At a St. Paul church, Russel Balenger held up a shiny quartz stone and set the ground rules for the conversation to come.
Rule No. 1: Only speak when you’re holding the talking piece, he told about 30 people. No. 2: What’s said in the circle stays in the circle.
Balenger was facilitating a weekly restorative-justice circle, a conversation intended to foster racial healing in the community. He’s been leading circles like this for years, initially to bring together families of St. Paul gang members. Now, the city is adopting elements of the age-old circle practice as part of a new city diversion program aimed at first-time offenders of minor crimes.
The city is partnering with The Dispute Resolution Center, along with Balenger’s The Circle of Peace Movement organization, to help design the program and train the facilitators.
Tamara Mattison, executive director of the Dispute Resolution Center, said restorative circles allow participants to have a stake in resolving their own mistakes.
“We find that it's the best accountability that you could offer someone because they're involved in how they want to repair the harm that they've caused,” said Mattison.
The city attorney’s office launched the new ETHOS program this week in two of the city’s seven wards. It stands for Engaging community, Taking responsibility, Healing, Overcoming obstacles and Sustaining solutions. Under the new model, first-time offenders can resolve their crimes through talking it out in a restorative circle, instead of going to court, paying fines or spending time in jail.
ETHOS is designed for individuals who’ve committed a misdemeanor and don’t have a previous criminal history. The offender, a victim, and a community member facilitating the conversation talk through the incident. Community members have gotten training from Balenger and other facilitators to become “circle keepers” for the program.
“There's a real aspect of that person feeling that they can have the opportunity to repair with people, and the community can also feel like they're heard, they're part of the process, so that healing does occur on both sides,” said St. Paul City Attorney Lyndsey Olson.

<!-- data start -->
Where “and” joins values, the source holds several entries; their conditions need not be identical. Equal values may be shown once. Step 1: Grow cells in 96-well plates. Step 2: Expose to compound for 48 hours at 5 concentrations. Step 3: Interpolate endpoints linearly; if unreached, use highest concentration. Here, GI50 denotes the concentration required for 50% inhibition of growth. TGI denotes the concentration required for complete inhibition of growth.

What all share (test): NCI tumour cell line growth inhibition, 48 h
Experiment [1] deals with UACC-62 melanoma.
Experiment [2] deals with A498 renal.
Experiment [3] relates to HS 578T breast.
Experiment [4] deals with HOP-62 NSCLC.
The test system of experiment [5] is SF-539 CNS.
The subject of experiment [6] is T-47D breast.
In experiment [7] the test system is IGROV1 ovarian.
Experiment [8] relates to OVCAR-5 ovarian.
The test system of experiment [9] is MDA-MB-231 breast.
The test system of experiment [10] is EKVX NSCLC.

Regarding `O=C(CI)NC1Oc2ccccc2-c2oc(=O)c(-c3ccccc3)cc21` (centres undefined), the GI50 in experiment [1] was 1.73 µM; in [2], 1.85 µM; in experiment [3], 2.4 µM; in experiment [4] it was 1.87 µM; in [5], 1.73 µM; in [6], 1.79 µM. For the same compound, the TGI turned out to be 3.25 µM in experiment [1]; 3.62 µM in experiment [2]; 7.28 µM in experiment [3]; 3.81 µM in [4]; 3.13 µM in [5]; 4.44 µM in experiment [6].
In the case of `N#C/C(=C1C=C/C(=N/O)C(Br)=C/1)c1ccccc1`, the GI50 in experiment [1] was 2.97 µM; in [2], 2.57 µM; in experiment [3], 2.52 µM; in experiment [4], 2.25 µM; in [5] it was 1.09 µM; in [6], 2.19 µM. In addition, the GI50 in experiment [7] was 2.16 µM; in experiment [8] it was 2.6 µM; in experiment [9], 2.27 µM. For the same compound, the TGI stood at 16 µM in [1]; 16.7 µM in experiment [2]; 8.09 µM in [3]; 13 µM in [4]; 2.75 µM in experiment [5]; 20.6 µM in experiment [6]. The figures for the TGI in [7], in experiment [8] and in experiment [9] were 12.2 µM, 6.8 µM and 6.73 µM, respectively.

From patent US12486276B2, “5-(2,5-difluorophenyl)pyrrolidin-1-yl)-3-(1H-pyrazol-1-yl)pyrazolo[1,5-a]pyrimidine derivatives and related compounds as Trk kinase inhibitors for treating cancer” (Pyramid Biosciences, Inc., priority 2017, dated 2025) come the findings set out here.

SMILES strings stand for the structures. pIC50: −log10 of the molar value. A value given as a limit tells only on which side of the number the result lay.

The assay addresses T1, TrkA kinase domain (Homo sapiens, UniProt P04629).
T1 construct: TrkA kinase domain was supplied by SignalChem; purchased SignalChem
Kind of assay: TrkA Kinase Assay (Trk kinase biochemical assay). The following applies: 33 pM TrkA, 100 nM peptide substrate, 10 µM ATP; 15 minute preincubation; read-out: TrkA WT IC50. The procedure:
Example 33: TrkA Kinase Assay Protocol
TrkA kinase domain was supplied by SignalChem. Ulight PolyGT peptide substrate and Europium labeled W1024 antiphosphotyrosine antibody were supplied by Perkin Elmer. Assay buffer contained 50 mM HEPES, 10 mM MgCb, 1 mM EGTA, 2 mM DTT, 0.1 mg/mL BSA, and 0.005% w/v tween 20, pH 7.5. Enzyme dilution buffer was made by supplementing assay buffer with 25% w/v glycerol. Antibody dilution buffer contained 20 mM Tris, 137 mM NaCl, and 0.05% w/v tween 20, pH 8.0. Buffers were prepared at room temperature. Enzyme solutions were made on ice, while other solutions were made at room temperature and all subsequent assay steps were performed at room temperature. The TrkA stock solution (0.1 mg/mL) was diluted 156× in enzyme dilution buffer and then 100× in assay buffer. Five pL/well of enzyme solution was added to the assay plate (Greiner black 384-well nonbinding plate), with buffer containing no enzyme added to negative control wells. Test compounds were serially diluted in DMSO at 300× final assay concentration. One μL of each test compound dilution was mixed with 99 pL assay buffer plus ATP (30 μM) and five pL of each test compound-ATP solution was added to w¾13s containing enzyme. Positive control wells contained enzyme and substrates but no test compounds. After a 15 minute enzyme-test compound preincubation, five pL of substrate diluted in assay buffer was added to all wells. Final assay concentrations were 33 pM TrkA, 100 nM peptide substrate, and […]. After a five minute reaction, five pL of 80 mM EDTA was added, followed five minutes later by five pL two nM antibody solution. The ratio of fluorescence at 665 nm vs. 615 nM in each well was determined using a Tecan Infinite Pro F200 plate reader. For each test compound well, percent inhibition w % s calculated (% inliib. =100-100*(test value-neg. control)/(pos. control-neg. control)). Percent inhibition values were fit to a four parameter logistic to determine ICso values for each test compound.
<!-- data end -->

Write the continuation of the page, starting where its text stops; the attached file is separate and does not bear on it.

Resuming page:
Olson said she was searching for a non-punitive way to address minor offenses, and hopefully lower recidivism rates.
The facilitator helps the two participants talk about what happened, what caused it, and how it can be resolved. After an offender completes the program, the crime would be expunged from their record.
Not only will the offense be forgiven, Olson said all information said in the circle remains confidential and protected.
“Part of the opportunity here is we aren't using anything that they are saying in the circle or any pre-requirements to enter the program as admissions, so if we end up back in a traditional prosecution, we wouldn't use those statements against them in court,” she said.
ETHOS is modeled after a similar program in San Francisco and Yolo County, California. About 91 percent of people who participate in that program complete it, and 4 percent commit new crimes.
In St. Paul, a typical case for the program would involve a misdemeanor such as theft or property damage. If anyone were harmed by the crime, the victim would first be asked if they would like to participate along with the offender. More serious cases like assault wouldn't be eligible.
Mattison credits Native American communities as the originators of restorative circles but said many other cultures have a version of their own. Restorative justice is a practice that’s been facilitated throughout the state in different schools and juvenile justice centers. Mattison said she has seen the success rate firsthand.
“The high schoolers that I've worked with never did end up in the criminal justice system,” she said. “So I know the restorative practice dialogue works.”
Olson said the city has experimented with restorative approaches to crime, but this is the first time it's had a formal program. She said it's important to include community members as circle leaders even if they have criminal records.
“Not all criminal records are appropriate for all types of circles, but certainly we're welcoming all people with records into that community as well because that's a real way for people to also connect into their own experience,” she said.
ETHOS started this week with five cases in the city’s first and second wards, Mattison said. Eventually, Olson hopes to bring the program to all seven wards.
“Wherever I see this take place, it’s a positive effect. People don't have to be afraid of each other if they know each other,” Balenger said.
The question is: Will it work? City leaders say they'll know the program is a success if people can leave the criminal justice system — and stay out.
Correction (Sept. 15, 2019): A previous version of this story misspelled Lyndsey Olson's and Russel Balenger’s names and misstated the level of a misdemeanor. This story has been corrected and updated.